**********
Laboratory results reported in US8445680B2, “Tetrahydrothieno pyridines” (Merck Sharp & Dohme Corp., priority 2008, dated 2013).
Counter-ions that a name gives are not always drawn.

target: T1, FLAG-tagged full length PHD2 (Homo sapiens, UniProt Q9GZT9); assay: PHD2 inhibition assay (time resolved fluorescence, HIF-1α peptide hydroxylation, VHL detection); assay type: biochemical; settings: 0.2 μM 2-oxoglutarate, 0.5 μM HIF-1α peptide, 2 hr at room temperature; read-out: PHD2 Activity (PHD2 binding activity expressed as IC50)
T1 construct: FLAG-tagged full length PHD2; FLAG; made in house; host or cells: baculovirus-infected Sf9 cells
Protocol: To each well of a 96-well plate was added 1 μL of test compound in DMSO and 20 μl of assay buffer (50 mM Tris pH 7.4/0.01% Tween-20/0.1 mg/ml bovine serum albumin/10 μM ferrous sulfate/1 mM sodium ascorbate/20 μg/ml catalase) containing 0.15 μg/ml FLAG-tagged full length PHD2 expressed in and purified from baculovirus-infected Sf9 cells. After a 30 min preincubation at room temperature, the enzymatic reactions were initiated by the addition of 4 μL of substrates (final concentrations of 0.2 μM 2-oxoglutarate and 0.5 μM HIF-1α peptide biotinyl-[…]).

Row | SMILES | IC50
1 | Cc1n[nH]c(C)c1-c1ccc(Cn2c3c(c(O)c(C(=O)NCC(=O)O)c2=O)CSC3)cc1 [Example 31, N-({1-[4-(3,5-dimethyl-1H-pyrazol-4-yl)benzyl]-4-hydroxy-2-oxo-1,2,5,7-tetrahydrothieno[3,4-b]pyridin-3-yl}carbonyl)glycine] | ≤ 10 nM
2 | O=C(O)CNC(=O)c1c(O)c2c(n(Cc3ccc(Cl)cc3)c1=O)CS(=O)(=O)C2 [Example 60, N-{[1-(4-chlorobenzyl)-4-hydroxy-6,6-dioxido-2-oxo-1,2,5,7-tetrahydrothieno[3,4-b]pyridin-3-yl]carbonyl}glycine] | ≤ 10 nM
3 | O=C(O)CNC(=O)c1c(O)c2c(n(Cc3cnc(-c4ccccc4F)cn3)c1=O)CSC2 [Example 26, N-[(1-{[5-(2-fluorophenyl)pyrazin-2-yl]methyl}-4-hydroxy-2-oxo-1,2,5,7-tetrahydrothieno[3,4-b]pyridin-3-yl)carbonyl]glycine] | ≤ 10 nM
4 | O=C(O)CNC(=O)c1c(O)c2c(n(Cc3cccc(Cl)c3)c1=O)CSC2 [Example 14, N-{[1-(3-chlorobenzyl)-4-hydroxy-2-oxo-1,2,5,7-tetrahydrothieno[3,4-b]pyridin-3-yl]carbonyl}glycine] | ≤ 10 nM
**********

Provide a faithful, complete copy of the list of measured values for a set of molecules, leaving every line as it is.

Laboratory results reported in US8445680B2, “Tetrahydrothieno pyridines” (Merck Sharp & Dohme Corp., priority 2008, dated 2013).
Counter-ions that a name gives are not always drawn.

target: T1, FLAG-tagged full length PHD2 (Homo sapiens, UniProt Q9GZT9); assay: PHD2 inhibition assay (time resolved fluorescence, HIF-1α peptide hydroxylation, VHL detection); assay type: biochemical; settings: 0.2 μM 2-oxoglutarate, 0.5 μM HIF-1α peptide, 2 hr at room temperature; read-out: PHD2 Activity (PHD2 binding activity expressed as IC50)
T1 construct: FLAG-tagged full length PHD2; FLAG; made in house; host or cells: baculovirus-infected Sf9 cells
Protocol: To each well of a 96-well plate was added 1 μL of test compound in DMSO and 20 μl of assay buffer (50 mM Tris pH 7.4/0.01% Tween-20/0.1 mg/ml bovine serum albumin/10 μM ferrous sulfate/1 mM sodium ascorbate/20 μg/ml catalase) containing 0.15 μg/ml FLAG-tagged full length PHD2 expressed in and purified from baculovirus-infected Sf9 cells. After a 30 min preincubation at room temperature, the enzymatic reactions were initiated by the addition of 4 μL of substrates (final concentrations of 0.2 μM 2-oxoglutarate and 0.5 μM HIF-1α peptide biotinyl-[…]).

Row | SMILES | IC50
1 | Cc1n[nH]c(C)c1-c1ccc(Cn2c3c(c(O)c(C(=O)NCC(=O)O)c2=O)CSC3)cc1 [Example 31, N-({1-[4-(3,5-dimethyl-1H-pyrazol-4-yl)benzyl]-4-hydroxy-2-oxo-1,2,5,7-tetrahydrothieno[3,4-b]pyridin-3-yl}carbonyl)glycine] | ≤ 10 nM
2 | O=C(O)CNC(=O)c1c(O)c2c(n(Cc3ccc(Cl)cc3)c1=O)CS(=O)(=O)C2 [Example 60, N-{[1-(4-chlorobenzyl)-4-hydroxy-6,6-dioxido-2-oxo-1,2,5,7-tetrahydrothieno[3,4-b]pyridin-3-yl]carbonyl}glycine] | ≤ 10 nM
3 | O=C(O)CNC(=O)c1c(O)c2c(n(Cc3cnc(-c4ccccc4F)cn3)c1=O)CSC2 [Example 26, N-[(1-{[5-(2-fluorophenyl)pyrazin-2-yl]methyl}-4-hydroxy-2-oxo-1,2,5,7-tetrahydrothieno[3,4-b]pyridin-3-yl)carbonyl]glycine] | ≤ 10 nM
4 | O=C(O)CNC(=O)c1c(O)c2c(n(Cc3cccc(Cl)c3)c1=O)CSC2 [Example 14, N-{[1-(3-chlorobenzyl)-4-hydroxy-2-oxo-1,2,5,7-tetrahydrothieno[3,4-b]pyridin-3-yl]carbonyl}glycine] | ≤ 10 nM